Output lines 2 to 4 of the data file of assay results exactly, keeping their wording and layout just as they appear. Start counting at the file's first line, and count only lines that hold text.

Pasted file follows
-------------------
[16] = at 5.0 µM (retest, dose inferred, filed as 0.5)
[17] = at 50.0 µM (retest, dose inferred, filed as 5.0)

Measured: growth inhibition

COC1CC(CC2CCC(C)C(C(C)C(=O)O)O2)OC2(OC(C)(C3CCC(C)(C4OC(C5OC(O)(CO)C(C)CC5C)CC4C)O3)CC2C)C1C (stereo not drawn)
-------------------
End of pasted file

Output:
[17] = at 50.0 µM (retest, dose inferred, filed as 5.0)

Measured: growth inhibition

COC1CC(CC2CCC(C)C(C(C)C(=O)O)O2)OC2(OC(C)(C3CCC(C)(C4OC(C5OC(O)(CO)C(C)CC5C)CC4C)O3)CC2C)C1C (stereo not drawn)